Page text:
The winner of the 2018 shortlist is Lisa Dillman for Andrés Barba’s Such Small Hands (Portobello Books)
Lisa Dillman was announced as the winner at the prizegiving and dinner at St Anne’s College, Oxford on Saturday 9 June 2018. This was the crowning event of Oxford Translation Day, which boasted a varied programme of talks, workshops and readings. Details are available at: http://www.occt.ox.ac.uk/oxford-translation-day-2018.
This year’s judges of the Oxford-Weidenfeld Translation Prize were the academics Kasia Szymanska, Simon Park, Jessica Stacey, and Adriana X. Jacobs (Chair). Once again we had impressive submissions from both larger and smaller publishing houses. The 2018 Oxford-Weidenfeld shortlist included eight books from an outstanding entry of 112 titles in translations from 24 different languages. The shortlist contains translations from six languages.
The 2018 shortlist:
• Misha Hoekstra for Dorthe Nors’s Mirror, Shoulder, Signal (Pushkin Press)
• Susan Bernofsky for Yoko Tawada’s Memoirs of a Polar Bear (Portobello Books)
• Forrest Gander for Pablo Neruda’s Then Come Back: The Lost Neruda Poems (Bloodaxe Books)
• Helen Constantine for Émile Zola’s A Love Story (Oxford University Press)
• Laura Marris for Louis Guilloux’s Blood Dark (New York Review Books)
• Lisa Dillman for Andrés Barba’s Such Small Hands (Portobello Books)
• Michael Lucey for Édouard Louis’s The End of Eddy (Harvill Secker)
• Celia Hawkesworth for Daša Drndi?’s Belladonna (MacLehose Press)
The judge's citation for the winning book:
Winner: Andrés Barba, Such Small Hands, translated from the Spanish by Lisa Dillman (Portobello Books)
This year’s Oxford-Weidenfeld Translation Prize goes to Lisa Dillman’s translation of Andrés Barba’s Such Small Hands, published by Portobello Books. Dillman’s translation of Yuri Herrera’s The Transmigration of Bodies (And Other Stories) was one of last year’s shortlisted entries, so her brisk return to the shortlist this year is both a testament to her fine skills as a translator, as well as to the publishers who have supported her work. In Such Small Hands, Andrés Barba transforms the creepy clichés of horror movies into a tense exploration of group psychology and trauma. It is a classic tale of a new arrival disrupting a community, but Barba manages to keep us wondering whether the cuckoo or the nest is more terrifying. Barba’s attention to the sometimes talismanic quality of language, phrases that bring security or propel uncomfortable revelations, is matched by Dillman’s carefully paced translation, one that takes us into this feverish world animated by the inarticulable desires and violence of childhood. Make this your next bedtime reading but bear in mind that this story carries a high risk of keeping you up at night. That this is the case owes a great deal to Dillman’s translation, which pushes language to a near-breaking point, into a zone where translation truly takes on a life of its own and acquires its own monsters. We also acknowledge here the particular challenges of translating a novella. As the story progresses, the tension that quickly builds between these characters owes much to the novel’s tight economy of language, and to Dillman’s ability to recast Barba’s taut sentences and disconcerting syntax in her own comparably unsettling English translation.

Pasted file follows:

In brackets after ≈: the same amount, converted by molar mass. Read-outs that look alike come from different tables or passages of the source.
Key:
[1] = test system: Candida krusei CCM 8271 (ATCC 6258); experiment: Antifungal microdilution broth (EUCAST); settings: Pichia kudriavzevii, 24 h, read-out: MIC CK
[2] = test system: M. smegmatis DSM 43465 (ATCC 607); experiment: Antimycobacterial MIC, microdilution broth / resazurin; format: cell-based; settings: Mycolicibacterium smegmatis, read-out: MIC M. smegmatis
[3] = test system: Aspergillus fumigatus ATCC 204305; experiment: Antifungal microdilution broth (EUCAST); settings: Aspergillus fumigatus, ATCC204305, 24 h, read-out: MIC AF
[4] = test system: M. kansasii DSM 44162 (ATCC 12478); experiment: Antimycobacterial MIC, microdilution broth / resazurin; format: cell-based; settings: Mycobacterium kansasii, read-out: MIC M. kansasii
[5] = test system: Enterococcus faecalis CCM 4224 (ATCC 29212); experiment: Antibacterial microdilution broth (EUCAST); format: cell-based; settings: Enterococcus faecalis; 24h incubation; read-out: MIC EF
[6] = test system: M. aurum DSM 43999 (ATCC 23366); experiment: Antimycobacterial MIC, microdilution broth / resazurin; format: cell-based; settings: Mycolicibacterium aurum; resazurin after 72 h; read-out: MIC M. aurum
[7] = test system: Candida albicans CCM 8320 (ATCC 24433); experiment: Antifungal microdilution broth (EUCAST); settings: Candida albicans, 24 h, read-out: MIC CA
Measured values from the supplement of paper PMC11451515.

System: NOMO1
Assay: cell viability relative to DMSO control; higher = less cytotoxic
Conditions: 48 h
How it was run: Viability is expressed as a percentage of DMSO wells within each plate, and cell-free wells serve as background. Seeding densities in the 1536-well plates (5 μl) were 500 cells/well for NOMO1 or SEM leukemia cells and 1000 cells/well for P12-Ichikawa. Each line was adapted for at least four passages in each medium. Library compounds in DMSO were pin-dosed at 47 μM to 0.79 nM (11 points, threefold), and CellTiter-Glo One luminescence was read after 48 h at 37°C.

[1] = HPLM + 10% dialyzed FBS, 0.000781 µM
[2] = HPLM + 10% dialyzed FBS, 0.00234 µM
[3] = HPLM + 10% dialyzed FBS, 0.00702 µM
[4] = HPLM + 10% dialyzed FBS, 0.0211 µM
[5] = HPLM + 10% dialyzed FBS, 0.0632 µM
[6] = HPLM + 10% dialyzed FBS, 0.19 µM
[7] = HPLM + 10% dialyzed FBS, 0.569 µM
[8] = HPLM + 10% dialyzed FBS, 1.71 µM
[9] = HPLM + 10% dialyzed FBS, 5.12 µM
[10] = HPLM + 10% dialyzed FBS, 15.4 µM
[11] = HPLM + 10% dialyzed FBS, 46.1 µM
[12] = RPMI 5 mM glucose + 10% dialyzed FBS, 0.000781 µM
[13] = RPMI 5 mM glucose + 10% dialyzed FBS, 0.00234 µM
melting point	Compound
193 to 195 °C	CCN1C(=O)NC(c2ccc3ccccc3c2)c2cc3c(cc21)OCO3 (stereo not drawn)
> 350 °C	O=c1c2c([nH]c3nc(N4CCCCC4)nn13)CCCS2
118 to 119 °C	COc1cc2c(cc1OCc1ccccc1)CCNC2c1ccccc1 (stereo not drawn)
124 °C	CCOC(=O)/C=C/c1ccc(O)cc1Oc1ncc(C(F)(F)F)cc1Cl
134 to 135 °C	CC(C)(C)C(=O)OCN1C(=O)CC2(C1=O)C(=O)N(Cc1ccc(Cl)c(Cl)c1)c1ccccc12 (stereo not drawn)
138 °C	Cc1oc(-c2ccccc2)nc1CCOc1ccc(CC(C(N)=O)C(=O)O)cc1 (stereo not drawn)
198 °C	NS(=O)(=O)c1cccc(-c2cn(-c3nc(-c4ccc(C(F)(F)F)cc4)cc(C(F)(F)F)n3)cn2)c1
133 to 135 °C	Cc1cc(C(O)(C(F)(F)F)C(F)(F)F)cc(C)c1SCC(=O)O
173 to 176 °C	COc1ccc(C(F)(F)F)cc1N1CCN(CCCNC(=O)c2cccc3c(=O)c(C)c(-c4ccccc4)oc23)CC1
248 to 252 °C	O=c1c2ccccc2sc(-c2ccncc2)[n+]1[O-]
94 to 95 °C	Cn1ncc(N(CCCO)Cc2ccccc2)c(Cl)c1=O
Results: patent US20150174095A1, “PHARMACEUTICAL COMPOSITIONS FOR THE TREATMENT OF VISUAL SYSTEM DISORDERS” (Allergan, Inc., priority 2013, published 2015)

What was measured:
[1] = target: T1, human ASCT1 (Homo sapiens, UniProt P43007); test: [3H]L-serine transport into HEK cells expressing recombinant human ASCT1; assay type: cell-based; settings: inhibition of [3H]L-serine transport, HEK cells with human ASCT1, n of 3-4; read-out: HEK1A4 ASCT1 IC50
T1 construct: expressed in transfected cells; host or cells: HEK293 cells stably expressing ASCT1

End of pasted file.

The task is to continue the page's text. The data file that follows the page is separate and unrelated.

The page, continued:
Read the citations for all the shortlisted books at: http://www.st-annes.ox.ac.uk/about/the-oxford-weidenfeld-translation-prize
The Oxford–Weidenfeld Prize is for book-length literary translations into English from any living European language. It aims to honour the craft of translation, and to recognise its cultural importance. It was founded by Lord Weidenfeld and is supported by New College, The Queen's College and St Anne's College, Oxford.
Recent winners include: Frank Perry for Lina Wolff's Bret Easton Ellis and the Other Dogs (And Other Stories); Philip Roughton for Jón Kalman Stefánsson’s The Heart of Man (MacLehose Press); Paul Vincent and John Irons for 100 Dutch-Language Poems (Holland Park Press); Susan Bernofsky for Jenny Erpenbeck's The End of Days (Portobello); Susan Wicks for Valérie Rouzeau’s Talking Vrouz (Arc Publications); Philip Boehm for Herta Müller’s The Hunger Angel (Portobello); Judith Landry for Diego Marani’s New Finnish Grammar (Dedalus); Margaret Jull Costa for Jose Saramago’s The Elephant’s Journey (Harvill Secker); Jamie McKendrick for Valerio Magrelli’s The Embrace (Faber and Faber); Anthea Bell for Sasa Stanisic’s How the Soldier Repairs the Gramophone (Weidenfeld and Nicolson).
Enquiries may be addressed to Dr Eleni Philippou at Comparative.Criticism@st-annes.ox.ac.uk